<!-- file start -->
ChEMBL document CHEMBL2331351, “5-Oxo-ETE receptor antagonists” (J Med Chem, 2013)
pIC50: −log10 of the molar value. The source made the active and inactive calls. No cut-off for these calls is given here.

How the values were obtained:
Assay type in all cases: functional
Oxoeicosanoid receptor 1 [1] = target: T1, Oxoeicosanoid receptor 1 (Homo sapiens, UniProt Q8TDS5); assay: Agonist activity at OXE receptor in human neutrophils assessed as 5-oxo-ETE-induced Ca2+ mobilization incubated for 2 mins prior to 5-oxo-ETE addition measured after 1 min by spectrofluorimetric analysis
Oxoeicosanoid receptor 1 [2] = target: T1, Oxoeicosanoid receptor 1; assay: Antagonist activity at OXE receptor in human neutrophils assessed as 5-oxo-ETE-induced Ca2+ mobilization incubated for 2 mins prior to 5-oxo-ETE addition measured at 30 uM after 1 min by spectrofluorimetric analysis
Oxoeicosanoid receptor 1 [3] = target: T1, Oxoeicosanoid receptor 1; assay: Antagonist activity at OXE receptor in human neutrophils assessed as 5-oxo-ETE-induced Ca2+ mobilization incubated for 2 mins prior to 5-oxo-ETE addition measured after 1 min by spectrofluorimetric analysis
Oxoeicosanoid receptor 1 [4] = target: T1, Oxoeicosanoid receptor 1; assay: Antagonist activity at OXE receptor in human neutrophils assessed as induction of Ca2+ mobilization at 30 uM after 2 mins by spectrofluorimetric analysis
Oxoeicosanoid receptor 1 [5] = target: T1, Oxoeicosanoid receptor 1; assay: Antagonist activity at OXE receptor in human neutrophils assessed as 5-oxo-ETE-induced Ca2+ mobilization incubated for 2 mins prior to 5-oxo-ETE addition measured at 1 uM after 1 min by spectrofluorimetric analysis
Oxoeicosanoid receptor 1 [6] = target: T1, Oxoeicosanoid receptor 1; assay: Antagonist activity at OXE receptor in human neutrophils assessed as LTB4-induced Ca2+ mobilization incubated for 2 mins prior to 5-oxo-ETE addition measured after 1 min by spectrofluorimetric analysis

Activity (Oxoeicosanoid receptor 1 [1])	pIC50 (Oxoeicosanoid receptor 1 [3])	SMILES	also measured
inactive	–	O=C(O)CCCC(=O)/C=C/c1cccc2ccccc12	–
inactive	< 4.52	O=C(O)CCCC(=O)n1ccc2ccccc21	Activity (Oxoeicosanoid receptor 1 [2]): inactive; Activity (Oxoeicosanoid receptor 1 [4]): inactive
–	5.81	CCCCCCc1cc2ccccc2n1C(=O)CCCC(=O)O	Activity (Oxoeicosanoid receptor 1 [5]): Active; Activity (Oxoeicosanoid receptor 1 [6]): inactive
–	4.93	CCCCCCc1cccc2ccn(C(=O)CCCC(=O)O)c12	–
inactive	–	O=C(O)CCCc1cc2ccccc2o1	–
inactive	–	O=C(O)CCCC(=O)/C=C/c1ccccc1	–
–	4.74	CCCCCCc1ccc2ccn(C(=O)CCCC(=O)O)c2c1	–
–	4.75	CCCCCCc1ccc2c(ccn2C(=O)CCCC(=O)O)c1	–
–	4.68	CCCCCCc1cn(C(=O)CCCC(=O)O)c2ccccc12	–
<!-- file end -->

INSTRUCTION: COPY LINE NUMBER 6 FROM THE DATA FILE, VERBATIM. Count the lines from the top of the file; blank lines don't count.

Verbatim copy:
Oxoeicosanoid receptor 1 [2] = target: T1, Oxoeicosanoid receptor 1; assay: Antagonist activity at OXE receptor in human neutrophils assessed as 5-oxo-ETE-induced Ca2+ mobilization incubated for 2 mins prior to 5-oxo-ETE addition measured at 30 uM after 1 min by spectrofluorimetric analysis